I hate redwinged blackbirds!

Workout notes 1500 yards swimming, including 5 x 100 on 2 (1:38, 37, 38, 37, 35), yoga then 4 miles of slow walking. Last night: 4 miles with the group.

Oh yes, the stupid redwinged blackbirds are nesting again.

Next time, I walk with a tennis raquet.

Odds and Ends

Some interesting newsweek articles:

Hillary Clinton: a weak manager? This is from an article about two recent anti-Hillary Clinton books. Neither book revealed anything new in terms of tabloid style “scandals”. But

the books do draw out what could be a problem for Clinton in a general election campaign: her perceived weakness as a manager. Bernstein’s book, in particular, offers a harsh recounting of Clinton’s disastrous turn running her husband’s 1993 effort to provide universal health care. In this portrait, she is politically tone deaf, secretive and polarizing—and alienates Senate allies she needs to get the bill passed. Bernstein argues that many of the non-Monica scandals of the Clinton White House, like Whitewater and the firings of travel office staff, were exacerbated by Hillary’s weak executive impulses. The books provide an early glimpse of a key Republican critique of Clinton should she win the primary—the notion that she lacks the instincts and experience to competently run the country.

Fortunately for Clinton, her opponents have yet to try to exploit that opening. Her two main challengers lack the executive experience to effectively critique her style. Barack Obama often speaks in the circular, measured tones of the law professor he is. John Edwards, a former trial attorney, is best known to Americans as the vice presidential candidate of the worst-run presidential campaign in recent memory. The one executive in the Democratic race—New Mexico Gov. Bill Richardson—is low in the polls and has seemed unwilling to frontally attack Clinton. On the trail, Hillary has so far been quick to underscore how much she learned from the health-care debacle. Her positioning is shrewd: by proving that she can acknowledge mistakes, and learn from them, she frames herself as the kind of leader that, critics say, George W. Bush has not been.

Hmm, actually, Hillary Clinton may have countered this by her latest debate performance. She came across as being very presidential, and it is impressions that seem to matter.

Remember that she was First Lady, not an office holder during that helath care debacle.

A Zakaria article: How to restore America’s Place in the World. This whole article is worth reading. Here are a couple of highlights:

The notion that the United States today is in grave danger of sitting back and going on the defensive is bizarre. In the last five and a half years, with bipartisan support, Washington has invaded two countries and sent troops around the world from Somalia to the Philippines to fight Islamic militants. It has ramped up defense spending by $187 billion—more than the combined military budgets of China, Russia, India and Britain. It has created a Department of Homeland Security that now spends more than $40 billion a year. It has set up secret prisons in Europe and a legal black hole in Guantánamo, to hold, interrogate and—by some definitions—torture prisoners. How would Giuliani really go on the offensive? Invade a couple of more countries?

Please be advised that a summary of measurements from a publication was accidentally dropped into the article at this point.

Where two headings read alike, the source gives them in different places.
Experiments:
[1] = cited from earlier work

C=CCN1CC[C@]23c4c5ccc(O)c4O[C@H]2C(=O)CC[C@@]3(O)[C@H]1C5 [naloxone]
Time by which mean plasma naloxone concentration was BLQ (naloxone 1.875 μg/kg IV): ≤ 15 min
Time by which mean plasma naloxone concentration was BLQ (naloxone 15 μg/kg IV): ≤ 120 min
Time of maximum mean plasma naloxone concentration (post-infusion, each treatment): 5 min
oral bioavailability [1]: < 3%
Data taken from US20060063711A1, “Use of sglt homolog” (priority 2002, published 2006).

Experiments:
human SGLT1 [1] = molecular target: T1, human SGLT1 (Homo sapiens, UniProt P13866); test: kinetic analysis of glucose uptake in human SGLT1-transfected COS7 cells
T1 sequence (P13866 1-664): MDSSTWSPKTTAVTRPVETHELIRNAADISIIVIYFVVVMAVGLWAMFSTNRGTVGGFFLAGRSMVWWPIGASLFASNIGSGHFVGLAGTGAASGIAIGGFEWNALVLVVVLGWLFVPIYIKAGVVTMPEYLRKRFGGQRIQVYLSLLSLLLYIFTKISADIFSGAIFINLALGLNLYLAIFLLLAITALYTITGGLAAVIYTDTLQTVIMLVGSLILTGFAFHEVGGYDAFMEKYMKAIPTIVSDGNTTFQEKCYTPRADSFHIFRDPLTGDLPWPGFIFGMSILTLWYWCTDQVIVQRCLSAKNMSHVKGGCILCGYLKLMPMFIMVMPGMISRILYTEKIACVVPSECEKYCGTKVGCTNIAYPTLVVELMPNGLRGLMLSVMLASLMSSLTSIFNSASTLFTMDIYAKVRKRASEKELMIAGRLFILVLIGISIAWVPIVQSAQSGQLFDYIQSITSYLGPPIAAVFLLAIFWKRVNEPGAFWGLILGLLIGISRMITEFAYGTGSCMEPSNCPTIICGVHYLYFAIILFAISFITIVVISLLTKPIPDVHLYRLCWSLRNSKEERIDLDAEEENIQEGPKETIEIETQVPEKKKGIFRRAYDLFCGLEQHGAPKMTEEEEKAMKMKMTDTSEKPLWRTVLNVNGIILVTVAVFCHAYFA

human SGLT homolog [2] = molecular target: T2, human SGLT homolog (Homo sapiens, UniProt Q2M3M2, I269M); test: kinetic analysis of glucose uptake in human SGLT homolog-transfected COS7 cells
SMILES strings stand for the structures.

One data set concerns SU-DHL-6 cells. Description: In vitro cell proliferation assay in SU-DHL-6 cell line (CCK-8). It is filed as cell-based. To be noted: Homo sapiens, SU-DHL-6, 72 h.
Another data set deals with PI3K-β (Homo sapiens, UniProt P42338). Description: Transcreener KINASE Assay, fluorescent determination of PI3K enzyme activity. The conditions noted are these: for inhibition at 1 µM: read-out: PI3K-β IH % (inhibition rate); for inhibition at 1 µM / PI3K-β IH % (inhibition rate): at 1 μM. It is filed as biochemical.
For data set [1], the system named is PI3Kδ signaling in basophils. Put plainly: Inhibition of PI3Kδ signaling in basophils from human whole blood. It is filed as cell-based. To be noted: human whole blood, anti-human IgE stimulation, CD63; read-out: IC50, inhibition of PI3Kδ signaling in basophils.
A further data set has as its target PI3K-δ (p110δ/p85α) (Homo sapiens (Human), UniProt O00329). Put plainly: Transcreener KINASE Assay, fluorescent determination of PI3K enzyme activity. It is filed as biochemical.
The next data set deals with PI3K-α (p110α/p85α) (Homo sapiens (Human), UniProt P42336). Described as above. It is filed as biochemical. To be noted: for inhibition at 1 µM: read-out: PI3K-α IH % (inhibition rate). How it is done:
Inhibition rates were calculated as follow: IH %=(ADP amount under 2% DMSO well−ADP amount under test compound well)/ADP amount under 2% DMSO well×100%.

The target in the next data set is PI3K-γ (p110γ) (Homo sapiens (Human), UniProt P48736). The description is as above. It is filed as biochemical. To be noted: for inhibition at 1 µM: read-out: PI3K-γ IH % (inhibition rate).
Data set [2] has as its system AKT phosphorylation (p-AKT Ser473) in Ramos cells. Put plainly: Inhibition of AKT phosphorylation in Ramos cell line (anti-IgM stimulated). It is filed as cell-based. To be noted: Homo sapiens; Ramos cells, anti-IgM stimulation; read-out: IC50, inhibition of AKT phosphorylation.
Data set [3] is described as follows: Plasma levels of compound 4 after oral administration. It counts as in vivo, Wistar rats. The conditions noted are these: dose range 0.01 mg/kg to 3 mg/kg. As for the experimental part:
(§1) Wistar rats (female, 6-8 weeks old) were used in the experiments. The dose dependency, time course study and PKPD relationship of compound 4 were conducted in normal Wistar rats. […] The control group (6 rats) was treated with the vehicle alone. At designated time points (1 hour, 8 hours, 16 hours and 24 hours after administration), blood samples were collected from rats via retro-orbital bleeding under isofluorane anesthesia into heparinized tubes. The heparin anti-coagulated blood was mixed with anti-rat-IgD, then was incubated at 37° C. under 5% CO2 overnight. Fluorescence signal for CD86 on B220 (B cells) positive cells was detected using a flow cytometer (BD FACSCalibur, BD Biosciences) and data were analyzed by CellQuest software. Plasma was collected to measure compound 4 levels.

The presidential campaign could have provided the opportunity for a national discussion of the new world we live in. So far, on the Republican side, it has turned into an exercise in chest-thumping. Whipping up hysteria requires magnifying the foe. The enemy is vast, global and relentless. Giuliani casually lumps together Iran and Al Qaeda. Mitt Romney goes further, banding together all the supposed bad guys. “This is about Shia and Sunni. This is about Hizbullah and Hamas and Al Qaeda and the Muslim Brotherhood,” he recently declared.

But Iran is a Shiite power and actually helped the United States topple the Qaeda-backed Taliban regime in Afghanistan. Qaeda-affiliated radical Sunnis are currently slaughtering Shiites in Iraq, and Iranian-backed Shiite militias are responding by executing and displacing Iraq’s Sunnis. We are repeating one of the central errors of the early cold war—putting together all our potential adversaries rather than dividing them. Mao and Stalin were both nasty. But they were nasties who disliked one another, a fact that could be exploited to the great benefit of the free world. To miss this is not strength. It’s stupidity.

Such overreactions are precisely what Osama bin Laden has been hoping for. In a videotaped message in 2004, bin Laden explained his strategy with astonishing frankness. He termed it “provoke and bait”: “All we have to do is send two mujahedin … [and] raise a piece of cloth on which is written ‘Al Qaeda’ in order to make the generals race there, to cause America to suffer human, economic and political losses.” His point has been well understood by ragtag terror groups across the world. With no apparent communication, collaboration or further guidance from bin Laden, small outfits from Southeast Asia to North Africa to Europe now announce that they are part of Al Qaeda, and so inflate their own importance, bring global attention to their cause and—of course—get America to come racing out to fight them.